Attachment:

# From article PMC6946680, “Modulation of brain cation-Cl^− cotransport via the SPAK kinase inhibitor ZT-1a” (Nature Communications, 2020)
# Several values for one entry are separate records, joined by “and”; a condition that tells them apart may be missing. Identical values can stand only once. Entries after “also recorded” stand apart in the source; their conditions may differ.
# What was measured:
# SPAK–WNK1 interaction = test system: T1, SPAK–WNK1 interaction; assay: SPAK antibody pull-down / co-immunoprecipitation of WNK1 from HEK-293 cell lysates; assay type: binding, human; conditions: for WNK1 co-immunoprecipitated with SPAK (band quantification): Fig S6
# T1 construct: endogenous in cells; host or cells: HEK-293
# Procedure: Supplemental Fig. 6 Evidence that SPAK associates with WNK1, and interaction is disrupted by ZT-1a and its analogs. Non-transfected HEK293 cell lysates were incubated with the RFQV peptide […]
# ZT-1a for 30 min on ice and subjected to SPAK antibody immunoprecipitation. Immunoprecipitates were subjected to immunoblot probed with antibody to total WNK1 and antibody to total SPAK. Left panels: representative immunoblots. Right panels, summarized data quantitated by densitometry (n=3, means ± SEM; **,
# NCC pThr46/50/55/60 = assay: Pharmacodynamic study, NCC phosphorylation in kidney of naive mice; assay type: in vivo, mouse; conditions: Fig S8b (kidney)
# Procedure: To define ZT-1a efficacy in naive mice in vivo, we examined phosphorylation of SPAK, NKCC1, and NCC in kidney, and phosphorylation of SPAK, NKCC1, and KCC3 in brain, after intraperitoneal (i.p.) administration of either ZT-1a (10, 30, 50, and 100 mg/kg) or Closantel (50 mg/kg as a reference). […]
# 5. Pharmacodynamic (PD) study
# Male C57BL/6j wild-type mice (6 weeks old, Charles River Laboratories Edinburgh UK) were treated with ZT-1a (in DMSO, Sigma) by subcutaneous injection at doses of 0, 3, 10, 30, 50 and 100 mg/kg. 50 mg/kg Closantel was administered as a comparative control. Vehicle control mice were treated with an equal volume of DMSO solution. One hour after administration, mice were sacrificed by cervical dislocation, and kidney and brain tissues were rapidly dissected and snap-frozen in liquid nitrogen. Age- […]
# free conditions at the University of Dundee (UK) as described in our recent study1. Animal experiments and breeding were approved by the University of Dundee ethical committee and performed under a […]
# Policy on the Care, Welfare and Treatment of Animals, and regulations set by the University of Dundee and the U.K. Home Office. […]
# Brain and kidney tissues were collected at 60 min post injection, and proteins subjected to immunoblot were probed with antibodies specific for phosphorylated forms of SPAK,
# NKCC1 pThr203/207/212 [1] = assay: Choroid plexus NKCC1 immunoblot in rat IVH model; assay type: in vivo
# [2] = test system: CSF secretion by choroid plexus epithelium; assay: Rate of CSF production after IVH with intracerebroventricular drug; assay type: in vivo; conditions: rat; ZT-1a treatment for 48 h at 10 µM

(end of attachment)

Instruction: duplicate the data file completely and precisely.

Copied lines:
# From article PMC6946680, “Modulation of brain cation-Cl^− cotransport via the SPAK kinase inhibitor ZT-1a” (Nature Communications, 2020)
# Several values for one entry are separate records, joined by “and”; a condition that tells them apart may be missing. Identical values can stand only once. Entries after “also recorded” stand apart in the source; their conditions may differ.
# What was measured:
# SPAK–WNK1 interaction = test system: T1, SPAK–WNK1 interaction; assay: SPAK antibody pull-down / co-immunoprecipitation of WNK1 from HEK-293 cell lysates; assay type: binding, human; conditions: for WNK1 co-immunoprecipitated with SPAK (band quantification): Fig S6
# T1 construct: endogenous in cells; host or cells: HEK-293
# Procedure: Supplemental Fig. 6 Evidence that SPAK associates with WNK1, and interaction is disrupted by ZT-1a and its analogs. Non-transfected HEK293 cell lysates were incubated with the RFQV peptide […]
# ZT-1a for 30 min on ice and subjected to SPAK antibody immunoprecipitation. Immunoprecipitates were subjected to immunoblot probed with antibody to total WNK1 and antibody to total SPAK. Left panels: representative immunoblots. Right panels, summarized data quantitated by densitometry (n=3, means ± SEM; **,
# NCC pThr46/50/55/60 = assay: Pharmacodynamic study, NCC phosphorylation in kidney of naive mice; assay type: in vivo, mouse; conditions: Fig S8b (kidney)
# Procedure: To define ZT-1a efficacy in naive mice in vivo, we examined phosphorylation of SPAK, NKCC1, and NCC in kidney, and phosphorylation of SPAK, NKCC1, and KCC3 in brain, after intraperitoneal (i.p.) administration of either ZT-1a (10, 30, 50, and 100 mg/kg) or Closantel (50 mg/kg as a reference). […]
# 5. Pharmacodynamic (PD) study
# Male C57BL/6j wild-type mice (6 weeks old, Charles River Laboratories Edinburgh UK) were treated with ZT-1a (in DMSO, Sigma) by subcutaneous injection at doses of 0, 3, 10, 30, 50 and 100 mg/kg. 50 mg/kg Closantel was administered as a comparative control. Vehicle control mice were treated with an equal volume of DMSO solution. One hour after administration, mice were sacrificed by cervical dislocation, and kidney and brain tissues were rapidly dissected and snap-frozen in liquid nitrogen. Age- […]
# free conditions at the University of Dundee (UK) as described in our recent study1. Animal experiments and breeding were approved by the University of Dundee ethical committee and performed under a […]
# Policy on the Care, Welfare and Treatment of Animals, and regulations set by the University of Dundee and the U.K. Home Office. […]
# Brain and kidney tissues were collected at 60 min post injection, and proteins subjected to immunoblot were probed with antibodies specific for phosphorylated forms of SPAK,
# NKCC1 pThr203/207/212 [1] = assay: Choroid plexus NKCC1 immunoblot in rat IVH model; assay type: in vivo
# [2] = test system: CSF secretion by choroid plexus epithelium; assay: Rate of CSF production after IVH with intracerebroventricular drug; assay type: in vivo; conditions: rat; ZT-1a treatment for 48 h at 10 µM